Well, things have changed since then.

Once a symbol of love and appreciation, marshmallows nowadays aren’t the sort of gift you want to buy for your romantic partner. After all, Japanese culture is sentimental, and objects and items often carry a deeper, philosophical meaning.

So, while they used to symbolize one’s pure love due to the white color, today, marshmallows are seen as an “I don’t really like you” gift because they melt and dissolve very easily. As you can imagine, this isn’t a good thing for a gift that’s meant to represent long-lasting love.

So, even if you want to honor the tradition, buying marshmallows can backfire quickly. You’re much better off buying a fancy box of chocolates or picking from the other recommendations I shared.

Now that we’ve covered the most prominent gift ideas and explained what each one means, it’s time for some slightly more out-of-the-box gift ideas so that you can switch things up every once in a while.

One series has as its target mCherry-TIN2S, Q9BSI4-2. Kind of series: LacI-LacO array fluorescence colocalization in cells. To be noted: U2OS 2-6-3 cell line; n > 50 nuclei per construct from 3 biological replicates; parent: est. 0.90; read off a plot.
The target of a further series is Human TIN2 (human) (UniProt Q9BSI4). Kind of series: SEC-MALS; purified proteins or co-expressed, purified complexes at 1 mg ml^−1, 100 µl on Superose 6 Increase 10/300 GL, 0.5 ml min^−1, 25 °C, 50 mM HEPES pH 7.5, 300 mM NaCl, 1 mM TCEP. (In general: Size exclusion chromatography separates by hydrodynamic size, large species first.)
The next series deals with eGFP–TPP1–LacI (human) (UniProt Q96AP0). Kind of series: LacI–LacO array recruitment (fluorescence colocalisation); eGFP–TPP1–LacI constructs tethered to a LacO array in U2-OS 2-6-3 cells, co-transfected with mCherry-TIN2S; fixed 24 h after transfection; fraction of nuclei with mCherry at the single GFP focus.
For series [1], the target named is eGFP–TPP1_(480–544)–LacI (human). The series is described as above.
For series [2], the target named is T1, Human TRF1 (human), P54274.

Macaroons: Not Your Average Cookie

We’ve already talked about cookies and how they symbolize the fact that you just want to stay friends, but hear me out.

Macaroons are a French delicacy and can easily be classified as cookies, but these delicate confectionery goods don’t carry the same meaning as cookies. 

Macaroons often come in nice boxes and are usually seen as more luxurious gifts. They’re also hard to make as it takes some technique, practice, and time to get right. Oh, and the fact that they’re from France, a country that’s globally romanticized, doesn’t exactly hurt.

Because of this, buying or making macaroons can be perfect gift ideas for White Day and will show that you truly love your significant other.

Pampering Kits and Self-Care Baskets: Inedibles Work Just As Well

While all of the gift ideas I covered so far have been edible treats, nowadays, self-care goods are just as effective in showing your love nowadays. 

For instance, you can prepare a basket that’s filled with luxurious and nice-smelling self-care products such as lotions, bath bombs and salts, and perfumes.